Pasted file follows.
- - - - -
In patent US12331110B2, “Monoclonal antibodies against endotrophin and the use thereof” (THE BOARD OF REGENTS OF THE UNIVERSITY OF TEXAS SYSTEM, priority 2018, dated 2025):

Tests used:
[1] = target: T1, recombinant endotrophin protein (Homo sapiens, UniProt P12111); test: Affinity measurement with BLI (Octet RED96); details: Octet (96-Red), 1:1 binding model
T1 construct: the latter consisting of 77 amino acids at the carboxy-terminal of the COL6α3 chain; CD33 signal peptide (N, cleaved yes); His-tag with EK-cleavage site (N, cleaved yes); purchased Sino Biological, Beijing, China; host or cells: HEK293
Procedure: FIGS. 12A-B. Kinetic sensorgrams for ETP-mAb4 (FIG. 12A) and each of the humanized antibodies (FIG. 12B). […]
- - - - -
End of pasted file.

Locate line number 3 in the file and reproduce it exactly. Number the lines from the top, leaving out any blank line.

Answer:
[1] = target: T1, recombinant endotrophin protein (Homo sapiens, UniProt P12111); test: Affinity measurement with BLI (Octet RED96); details: Octet (96-Red), 1:1 binding model